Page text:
Italian Education Context

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ITALIAN EDUCATION CONTEXT
THE EDUCATION SYSTEM
The education system in Italy is organised according to the subsidiary principle and autonomy of schools.
The State has exclusive competence on general issues on education. Regions share their competences with
the State on education issues while they have exclusive competence on vocational education and training1.
The Italian education system includes:
•
Pre-primary school (Scuola dell' infanzia): Non-compulsory education for children between 3 and 6
years of age;
•
First cycle of education:
-Primary school (Scuola primaria)for children between 6 and 11 years of age;
-Lower secondary school (Scuola secondaria di I grado) for pupils between 11 and 14 years of age;
•
Second cycle of education
-Upper secondary school, (Scuola secondaria di II grado) made up of different kinds of schools
(licei, technical institutes and vocational institutes). Generally, for students from 14 to 19 years of
age
-Vocational training courses (IFP) are run by local authorities and can be attended by people who
have reached 15 years of age and completed the first cycle of education.
•
Post-secondary non tertiary education (IFTS)
•
Higher education offered by Universities, High level Arts and Music Education system (Alta
formazione artistica e musicale - Afam), Higher technical institutes, higher institutions.
Education is compulsory from the age of 6 to 16 including the eight years of the first cycle of education
together with the first two years of the Second cycle of education and training.
Teacher has a second cycle degree (laurea specialistica) to teach at every school level. Primary school
teachers can teach all subjects (are generalist teachers), but are responsible for a specific subject area.
Since 2001, school institutions have had an administrative, didactic and organisational autonomy, although
they belong to the National school system.
The school autonomy is regulated by a specific Regulation fixing its different implementations and providing
for guidelines on how each school shall draft its educational provision plan (Piano dell'Offerta Formativa POF).
1
https://webgate.ec.europa.eu/fpfis/mwikis/eurydice/index.php/Italy:Overview
At a central level, the education system is managed by the Ministry of Education, University and Research
(Ministero dell'Istruzione, dell'Università e della Ricerca - MIUR), responsible for education in all levels of
schools, both public and private.
At a decentralized level, the Ministry acts through the Regional School Offices (Uffici Scolastici Regionali USR) structured in territorial entities at the province level. The territorial entity at the province level, is in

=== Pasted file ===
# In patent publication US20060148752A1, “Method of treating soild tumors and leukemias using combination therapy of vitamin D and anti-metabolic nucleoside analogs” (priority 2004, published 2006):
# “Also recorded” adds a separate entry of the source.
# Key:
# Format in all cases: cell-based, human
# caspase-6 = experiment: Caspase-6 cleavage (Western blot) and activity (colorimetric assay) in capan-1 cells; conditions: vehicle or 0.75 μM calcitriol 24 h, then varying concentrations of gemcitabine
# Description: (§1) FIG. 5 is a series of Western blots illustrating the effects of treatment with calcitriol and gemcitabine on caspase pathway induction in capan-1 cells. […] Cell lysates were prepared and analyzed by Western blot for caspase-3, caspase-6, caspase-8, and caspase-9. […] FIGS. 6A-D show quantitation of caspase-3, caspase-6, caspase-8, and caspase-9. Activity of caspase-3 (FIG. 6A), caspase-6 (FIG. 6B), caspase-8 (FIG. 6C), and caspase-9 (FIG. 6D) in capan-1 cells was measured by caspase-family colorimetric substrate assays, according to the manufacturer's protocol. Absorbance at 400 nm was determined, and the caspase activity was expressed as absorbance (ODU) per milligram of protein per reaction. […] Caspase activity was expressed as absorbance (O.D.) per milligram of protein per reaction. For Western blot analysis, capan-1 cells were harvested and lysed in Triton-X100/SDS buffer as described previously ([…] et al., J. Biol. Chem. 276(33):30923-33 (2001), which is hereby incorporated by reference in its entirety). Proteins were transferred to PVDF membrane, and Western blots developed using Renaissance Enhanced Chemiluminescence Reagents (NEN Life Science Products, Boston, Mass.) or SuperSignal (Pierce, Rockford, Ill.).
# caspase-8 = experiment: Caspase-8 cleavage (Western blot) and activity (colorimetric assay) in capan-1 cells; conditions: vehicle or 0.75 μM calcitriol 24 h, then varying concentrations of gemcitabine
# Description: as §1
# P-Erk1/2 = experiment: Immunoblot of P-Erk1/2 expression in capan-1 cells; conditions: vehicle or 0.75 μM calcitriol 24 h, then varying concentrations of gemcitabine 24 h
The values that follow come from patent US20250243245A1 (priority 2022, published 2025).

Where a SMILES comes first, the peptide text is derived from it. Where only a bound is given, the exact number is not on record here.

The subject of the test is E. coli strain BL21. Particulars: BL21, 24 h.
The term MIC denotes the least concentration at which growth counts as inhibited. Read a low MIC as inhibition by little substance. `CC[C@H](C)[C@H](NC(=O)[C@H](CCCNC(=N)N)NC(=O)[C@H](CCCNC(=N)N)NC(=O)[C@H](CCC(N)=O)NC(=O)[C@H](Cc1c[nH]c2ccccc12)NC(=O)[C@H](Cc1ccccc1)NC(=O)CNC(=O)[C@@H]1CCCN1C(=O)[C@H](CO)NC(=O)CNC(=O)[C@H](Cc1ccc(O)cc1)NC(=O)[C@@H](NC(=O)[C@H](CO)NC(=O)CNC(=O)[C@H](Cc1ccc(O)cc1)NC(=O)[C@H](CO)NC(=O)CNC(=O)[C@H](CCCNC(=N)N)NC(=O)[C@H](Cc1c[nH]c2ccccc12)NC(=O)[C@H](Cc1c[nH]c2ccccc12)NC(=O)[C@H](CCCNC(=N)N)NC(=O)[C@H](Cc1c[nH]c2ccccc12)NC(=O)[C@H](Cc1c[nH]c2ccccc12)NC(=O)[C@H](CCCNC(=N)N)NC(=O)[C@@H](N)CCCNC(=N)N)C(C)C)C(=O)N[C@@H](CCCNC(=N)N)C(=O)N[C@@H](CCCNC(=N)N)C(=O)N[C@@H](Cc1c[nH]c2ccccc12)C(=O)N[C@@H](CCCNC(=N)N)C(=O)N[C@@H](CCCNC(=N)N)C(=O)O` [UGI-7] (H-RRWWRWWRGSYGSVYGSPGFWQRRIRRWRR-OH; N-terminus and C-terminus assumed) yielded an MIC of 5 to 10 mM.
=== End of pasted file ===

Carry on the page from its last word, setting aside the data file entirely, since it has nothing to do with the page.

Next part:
charge of assistance, advice and support to school institutions as well as of the integration of migrant and
disabled students and, together with Municipalities, checks the compliance to compulsory school
attendance.2
Local administration is currently divided in two levels: province and municipality, with different
competences in terms of subjects and school levels. Both the Provinces and the Municipalities carry out their
functions in the field of education through specific Education Departments, coordinating the territorial
programming of the education and training provision.
Primary and secondary level schools are autonomous in terms of teaching, organisation and research,
experimentation and development. The head of the school institutions are known as School Headmasters.
They are in charge of the management of the institute and he is accountable for the financial resources.
Moreover, in compliance with the competence of school collegial bodies, they are entrusted with the
management, coordination and enhancement of human resources.
THE PRIMARY SCHOOL CURRICULUM
This report will focus mainly on primary education which is the field of interest of the CAREM project.
Primary school is compulsory, it lasts for five years and involves children between 6 and 11 years old. The
purpose of primary school goes beyond simple literacy. Primary school aims at promoting the development
of each student’s personality, the acquisition and development of knowledge and basic abilities, the learning
of expression tools, Italian and English languages, and the enhancement of relational skills, as well as the
education to the fundamental principles of civic coexistence.
Primary school was modified through a law decree in 2004 and again in 2008. These reforms introduced the
teaching of “Citizenship and Constitution”, the option of the sole teacher, the teaching of English and a
second European Union language, and IT study.
The didactic heart of the training provision plan (POF) is the curriculum, drafted by each institute building
on the National Guidelines provided by the Education Ministry. The institute curriculum is an expression of